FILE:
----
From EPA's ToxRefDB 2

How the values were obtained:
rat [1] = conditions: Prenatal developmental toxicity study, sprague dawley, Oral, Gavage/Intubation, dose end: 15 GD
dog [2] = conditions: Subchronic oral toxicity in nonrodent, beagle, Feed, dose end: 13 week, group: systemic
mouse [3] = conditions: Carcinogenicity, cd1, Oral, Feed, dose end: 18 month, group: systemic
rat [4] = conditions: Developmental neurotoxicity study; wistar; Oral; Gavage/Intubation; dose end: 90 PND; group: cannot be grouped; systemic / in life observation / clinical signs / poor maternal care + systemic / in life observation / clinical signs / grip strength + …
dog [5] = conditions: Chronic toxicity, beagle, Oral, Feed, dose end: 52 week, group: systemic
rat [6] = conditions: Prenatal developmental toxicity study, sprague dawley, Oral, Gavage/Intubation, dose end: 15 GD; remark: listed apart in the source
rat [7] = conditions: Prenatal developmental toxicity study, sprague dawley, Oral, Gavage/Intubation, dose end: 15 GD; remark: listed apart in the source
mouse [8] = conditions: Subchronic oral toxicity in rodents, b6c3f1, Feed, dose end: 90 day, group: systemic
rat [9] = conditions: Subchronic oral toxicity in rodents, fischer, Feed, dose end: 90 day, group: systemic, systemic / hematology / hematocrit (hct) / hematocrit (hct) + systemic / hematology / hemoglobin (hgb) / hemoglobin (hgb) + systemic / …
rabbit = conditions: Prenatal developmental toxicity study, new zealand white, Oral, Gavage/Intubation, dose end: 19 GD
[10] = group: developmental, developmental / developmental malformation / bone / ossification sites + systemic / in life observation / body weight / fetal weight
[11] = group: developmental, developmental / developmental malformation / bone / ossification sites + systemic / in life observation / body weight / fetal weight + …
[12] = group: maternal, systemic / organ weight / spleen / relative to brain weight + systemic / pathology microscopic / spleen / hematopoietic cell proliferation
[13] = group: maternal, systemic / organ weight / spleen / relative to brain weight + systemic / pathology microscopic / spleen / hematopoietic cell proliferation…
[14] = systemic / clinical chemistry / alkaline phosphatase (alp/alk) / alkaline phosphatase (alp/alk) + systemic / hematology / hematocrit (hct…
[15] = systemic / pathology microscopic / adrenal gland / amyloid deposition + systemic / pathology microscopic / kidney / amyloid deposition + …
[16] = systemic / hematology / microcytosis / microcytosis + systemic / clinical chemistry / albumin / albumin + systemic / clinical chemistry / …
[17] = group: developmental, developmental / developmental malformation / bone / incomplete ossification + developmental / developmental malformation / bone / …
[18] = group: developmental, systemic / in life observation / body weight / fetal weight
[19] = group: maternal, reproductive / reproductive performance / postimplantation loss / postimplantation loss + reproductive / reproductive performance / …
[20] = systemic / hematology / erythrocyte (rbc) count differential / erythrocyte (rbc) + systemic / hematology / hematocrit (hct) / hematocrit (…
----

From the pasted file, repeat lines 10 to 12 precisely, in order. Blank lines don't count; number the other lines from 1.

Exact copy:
mouse [8] = conditions: Subchronic oral toxicity in rodents, b6c3f1, Feed, dose end: 90 day, group: systemic
rat [9] = conditions: Subchronic oral toxicity in rodents, fischer, Feed, dose end: 90 day, group: systemic, systemic / hematology / hematocrit (hct) / hematocrit (hct) + systemic / hematology / hemoglobin (hgb) / hemoglobin (hgb) + systemic / …
rabbit = conditions: Prenatal developmental toxicity study, new zealand white, Oral, Gavage/Intubation, dose end: 19 GD